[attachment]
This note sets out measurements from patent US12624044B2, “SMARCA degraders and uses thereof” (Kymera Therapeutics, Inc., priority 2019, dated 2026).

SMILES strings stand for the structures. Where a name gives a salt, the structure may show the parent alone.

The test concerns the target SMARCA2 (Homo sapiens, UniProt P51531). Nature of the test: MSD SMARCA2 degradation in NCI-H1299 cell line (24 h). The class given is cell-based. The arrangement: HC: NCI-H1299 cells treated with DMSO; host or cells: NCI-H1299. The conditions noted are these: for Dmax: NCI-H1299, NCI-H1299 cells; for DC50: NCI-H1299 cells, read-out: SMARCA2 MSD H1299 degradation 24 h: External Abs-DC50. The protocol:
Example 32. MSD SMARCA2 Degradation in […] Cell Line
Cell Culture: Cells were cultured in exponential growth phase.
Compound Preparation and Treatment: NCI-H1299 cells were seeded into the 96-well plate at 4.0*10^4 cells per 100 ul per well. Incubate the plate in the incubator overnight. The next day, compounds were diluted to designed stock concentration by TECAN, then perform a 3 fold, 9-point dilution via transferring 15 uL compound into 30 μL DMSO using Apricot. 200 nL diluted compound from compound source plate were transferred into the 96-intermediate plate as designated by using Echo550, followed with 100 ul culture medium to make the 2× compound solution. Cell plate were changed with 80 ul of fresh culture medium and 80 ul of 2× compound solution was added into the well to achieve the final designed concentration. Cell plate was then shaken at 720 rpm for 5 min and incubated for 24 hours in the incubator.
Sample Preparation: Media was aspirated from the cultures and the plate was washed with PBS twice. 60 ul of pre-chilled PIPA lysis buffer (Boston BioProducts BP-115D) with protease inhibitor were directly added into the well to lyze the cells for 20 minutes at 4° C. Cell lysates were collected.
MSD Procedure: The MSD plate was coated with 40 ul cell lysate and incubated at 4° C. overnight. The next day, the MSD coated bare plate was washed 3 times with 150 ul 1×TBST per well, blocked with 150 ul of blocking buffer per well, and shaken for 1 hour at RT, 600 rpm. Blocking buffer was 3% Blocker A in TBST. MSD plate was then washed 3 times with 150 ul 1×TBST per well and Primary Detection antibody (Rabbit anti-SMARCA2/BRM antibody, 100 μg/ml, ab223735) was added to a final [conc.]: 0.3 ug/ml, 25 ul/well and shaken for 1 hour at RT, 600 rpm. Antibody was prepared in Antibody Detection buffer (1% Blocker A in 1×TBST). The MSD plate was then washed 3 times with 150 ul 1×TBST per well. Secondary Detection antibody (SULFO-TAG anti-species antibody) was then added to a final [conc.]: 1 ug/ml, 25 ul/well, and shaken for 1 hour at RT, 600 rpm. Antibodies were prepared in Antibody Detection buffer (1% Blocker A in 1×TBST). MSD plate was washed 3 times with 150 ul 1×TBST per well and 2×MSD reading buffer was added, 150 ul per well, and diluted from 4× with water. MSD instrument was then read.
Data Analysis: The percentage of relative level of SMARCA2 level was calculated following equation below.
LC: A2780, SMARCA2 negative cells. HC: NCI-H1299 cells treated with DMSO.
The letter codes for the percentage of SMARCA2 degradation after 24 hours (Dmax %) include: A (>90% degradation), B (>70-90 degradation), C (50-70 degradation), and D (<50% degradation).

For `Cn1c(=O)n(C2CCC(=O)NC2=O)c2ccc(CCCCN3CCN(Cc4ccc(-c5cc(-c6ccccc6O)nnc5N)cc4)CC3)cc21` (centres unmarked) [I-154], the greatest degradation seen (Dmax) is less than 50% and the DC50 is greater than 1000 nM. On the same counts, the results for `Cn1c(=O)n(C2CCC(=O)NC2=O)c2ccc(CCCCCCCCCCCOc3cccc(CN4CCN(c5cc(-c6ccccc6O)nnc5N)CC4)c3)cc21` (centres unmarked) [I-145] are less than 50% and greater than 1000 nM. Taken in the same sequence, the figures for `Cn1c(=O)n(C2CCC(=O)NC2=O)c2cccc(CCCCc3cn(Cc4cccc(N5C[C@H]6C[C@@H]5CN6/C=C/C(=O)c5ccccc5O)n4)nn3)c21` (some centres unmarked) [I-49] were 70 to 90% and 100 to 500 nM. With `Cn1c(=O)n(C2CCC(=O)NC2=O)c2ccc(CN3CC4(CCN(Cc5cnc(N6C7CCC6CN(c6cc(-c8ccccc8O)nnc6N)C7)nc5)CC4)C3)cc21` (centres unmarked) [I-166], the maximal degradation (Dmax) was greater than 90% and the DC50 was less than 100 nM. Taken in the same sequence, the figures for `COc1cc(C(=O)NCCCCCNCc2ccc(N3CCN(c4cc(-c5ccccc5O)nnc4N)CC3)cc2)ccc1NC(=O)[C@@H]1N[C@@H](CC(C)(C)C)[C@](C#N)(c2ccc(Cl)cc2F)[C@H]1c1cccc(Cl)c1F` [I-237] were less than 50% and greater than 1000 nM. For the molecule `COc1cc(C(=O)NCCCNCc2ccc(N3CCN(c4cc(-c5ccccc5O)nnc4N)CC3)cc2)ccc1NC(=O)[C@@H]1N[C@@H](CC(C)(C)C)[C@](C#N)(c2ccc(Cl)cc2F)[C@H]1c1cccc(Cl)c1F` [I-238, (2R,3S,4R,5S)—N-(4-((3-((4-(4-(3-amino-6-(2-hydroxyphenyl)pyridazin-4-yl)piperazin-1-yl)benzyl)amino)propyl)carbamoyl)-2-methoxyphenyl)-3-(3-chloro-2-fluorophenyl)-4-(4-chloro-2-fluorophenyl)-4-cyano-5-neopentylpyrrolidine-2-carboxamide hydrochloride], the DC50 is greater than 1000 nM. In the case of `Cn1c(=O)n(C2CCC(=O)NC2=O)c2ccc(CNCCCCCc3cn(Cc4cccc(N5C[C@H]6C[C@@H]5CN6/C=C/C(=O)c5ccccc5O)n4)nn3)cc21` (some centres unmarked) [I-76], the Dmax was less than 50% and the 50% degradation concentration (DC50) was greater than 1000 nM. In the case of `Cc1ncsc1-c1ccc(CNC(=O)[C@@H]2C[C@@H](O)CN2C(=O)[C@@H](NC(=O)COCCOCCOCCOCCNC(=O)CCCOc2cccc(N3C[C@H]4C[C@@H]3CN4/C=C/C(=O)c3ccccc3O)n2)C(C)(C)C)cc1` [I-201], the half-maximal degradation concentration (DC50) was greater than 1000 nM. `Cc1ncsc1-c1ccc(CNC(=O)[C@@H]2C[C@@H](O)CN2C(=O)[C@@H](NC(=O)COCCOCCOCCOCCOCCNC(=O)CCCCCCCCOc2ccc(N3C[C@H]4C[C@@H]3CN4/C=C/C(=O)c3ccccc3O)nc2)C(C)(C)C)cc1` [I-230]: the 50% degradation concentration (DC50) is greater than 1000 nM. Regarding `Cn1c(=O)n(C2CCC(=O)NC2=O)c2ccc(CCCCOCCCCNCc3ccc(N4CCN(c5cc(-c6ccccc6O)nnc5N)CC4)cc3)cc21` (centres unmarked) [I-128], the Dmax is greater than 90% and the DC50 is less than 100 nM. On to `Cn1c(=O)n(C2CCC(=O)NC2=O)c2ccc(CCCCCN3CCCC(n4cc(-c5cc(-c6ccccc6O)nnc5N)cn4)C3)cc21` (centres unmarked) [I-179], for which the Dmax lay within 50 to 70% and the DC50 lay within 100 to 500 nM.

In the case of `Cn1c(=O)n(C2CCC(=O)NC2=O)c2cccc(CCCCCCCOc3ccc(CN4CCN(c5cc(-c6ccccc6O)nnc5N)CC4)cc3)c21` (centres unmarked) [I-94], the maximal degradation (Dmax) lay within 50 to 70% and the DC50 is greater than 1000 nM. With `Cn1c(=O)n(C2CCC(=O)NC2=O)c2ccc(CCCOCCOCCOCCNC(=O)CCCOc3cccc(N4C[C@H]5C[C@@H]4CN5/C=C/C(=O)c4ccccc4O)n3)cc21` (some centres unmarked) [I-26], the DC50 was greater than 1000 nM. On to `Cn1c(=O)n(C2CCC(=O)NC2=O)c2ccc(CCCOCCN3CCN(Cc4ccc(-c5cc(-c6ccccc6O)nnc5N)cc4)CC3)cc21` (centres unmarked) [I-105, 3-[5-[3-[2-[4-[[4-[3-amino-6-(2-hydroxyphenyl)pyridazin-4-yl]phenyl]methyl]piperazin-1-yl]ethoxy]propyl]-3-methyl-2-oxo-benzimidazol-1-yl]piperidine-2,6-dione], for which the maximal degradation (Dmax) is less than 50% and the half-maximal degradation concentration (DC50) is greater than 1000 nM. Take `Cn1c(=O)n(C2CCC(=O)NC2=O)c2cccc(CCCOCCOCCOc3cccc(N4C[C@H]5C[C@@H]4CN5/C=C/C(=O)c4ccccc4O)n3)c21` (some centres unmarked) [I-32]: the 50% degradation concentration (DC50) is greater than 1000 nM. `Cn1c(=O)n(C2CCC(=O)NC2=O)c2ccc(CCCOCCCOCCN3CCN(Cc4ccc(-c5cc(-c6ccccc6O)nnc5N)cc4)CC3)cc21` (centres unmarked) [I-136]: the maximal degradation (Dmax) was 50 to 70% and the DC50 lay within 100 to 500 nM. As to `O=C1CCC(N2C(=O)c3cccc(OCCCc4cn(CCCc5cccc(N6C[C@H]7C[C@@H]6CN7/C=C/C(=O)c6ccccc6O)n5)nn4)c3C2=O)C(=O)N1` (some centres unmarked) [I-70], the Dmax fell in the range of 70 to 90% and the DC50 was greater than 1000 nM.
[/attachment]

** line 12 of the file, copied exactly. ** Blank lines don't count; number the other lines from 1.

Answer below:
For `Cn1c(=O)n(C2CCC(=O)NC2=O)c2ccc(CCCCN3CCN(Cc4ccc(-c5cc(-c6ccccc6O)nnc5N)cc4)CC3)cc21` (centres unmarked) [I-154], the greatest degradation seen (Dmax) is less than 50% and the DC50 is greater than 1000 nM. On the same counts, the results for `Cn1c(=O)n(C2CCC(=O)NC2=O)c2ccc(CCCCCCCCCCCOc3cccc(CN4CCN(c5cc(-c6ccccc6O)nnc5N)CC4)c3)cc21` (centres unmarked) [I-145] are less than 50% and greater than 1000 nM. Taken in the same sequence, the figures for `Cn1c(=O)n(C2CCC(=O)NC2=O)c2cccc(CCCCc3cn(Cc4cccc(N5C[C@H]6C[C@@H]5CN6/C=C/C(=O)c5ccccc5O)n4)nn3)c21` (some centres unmarked) [I-49] were 70 to 90% and 100 to 500 nM. With `Cn1c(=O)n(C2CCC(=O)NC2=O)c2ccc(CN3CC4(CCN(Cc5cnc(N6C7CCC6CN(c6cc(-c8ccccc8O)nnc6N)C7)nc5)CC4)C3)cc21` (centres unmarked) [I-166], the maximal degradation (Dmax) was greater than 90% and the DC50 was less than 100 nM. Taken in the same sequence, the figures for `COc1cc(C(=O)NCCCCCNCc2ccc(N3CCN(c4cc(-c5ccccc5O)nnc4N)CC3)cc2)ccc1NC(=O)[C@@H]1N[C@@H](CC(C)(C)C)[C@](C#N)(c2ccc(Cl)cc2F)[C@H]1c1cccc(Cl)c1F` [I-237] were less than 50% and greater than 1000 nM. For the molecule `COc1cc(C(=O)NCCCNCc2ccc(N3CCN(c4cc(-c5ccccc5O)nnc4N)CC3)cc2)ccc1NC(=O)[C@@H]1N[C@@H](CC(C)(C)C)[C@](C#N)(c2ccc(Cl)cc2F)[C@H]1c1cccc(Cl)c1F` [I-238, (2R,3S,4R,5S)—N-(4-((3-((4-(4-(3-amino-6-(2-hydroxyphenyl)pyridazin-4-yl)piperazin-1-yl)benzyl)amino)propyl)carbamoyl)-2-methoxyphenyl)-3-(3-chloro-2-fluorophenyl)-4-(4-chloro-2-fluorophenyl)-4-cyano-5-neopentylpyrrolidine-2-carboxamide hydrochloride], the DC50 is greater than 1000 nM. In the case of `Cn1c(=O)n(C2CCC(=O)NC2=O)c2ccc(CNCCCCCc3cn(Cc4cccc(N5C[C@H]6C[C@@H]5CN6/C=C/C(=O)c5ccccc5O)n4)nn3)cc21` (some centres unmarked) [I-76], the Dmax was less than 50% and the 50% degradation concentration (DC50) was greater than 1000 nM. In the case of `Cc1ncsc1-c1ccc(CNC(=O)[C@@H]2C[C@@H](O)CN2C(=O)[C@@H](NC(=O)COCCOCCOCCOCCNC(=O)CCCOc2cccc(N3C[C@H]4C[C@@H]3CN4/C=C/C(=O)c3ccccc3O)n2)C(C)(C)C)cc1` [I-201], the half-maximal degradation concentration (DC50) was greater than 1000 nM. `Cc1ncsc1-c1ccc(CNC(=O)[C@@H]2C[C@@H](O)CN2C(=O)[C@@H](NC(=O)COCCOCCOCCOCCOCCNC(=O)CCCCCCCCOc2ccc(N3C[C@H]4C[C@@H]3CN4/C=C/C(=O)c3ccccc3O)nc2)C(C)(C)C)cc1` [I-230]: the 50% degradation concentration (DC50) is greater than 1000 nM. Regarding `Cn1c(=O)n(C2CCC(=O)NC2=O)c2ccc(CCCCOCCCCNCc3ccc(N4CCN(c5cc(-c6ccccc6O)nnc5N)CC4)cc3)cc21` (centres unmarked) [I-128], the Dmax is greater than 90% and the DC50 is less than 100 nM. On to `Cn1c(=O)n(C2CCC(=O)NC2=O)c2ccc(CCCCCN3CCCC(n4cc(-c5cc(-c6ccccc6O)nnc5N)cn4)C3)cc21` (centres unmarked) [I-179], for which the Dmax lay within 50 to 70% and the DC50 lay within 100 to 500 nM.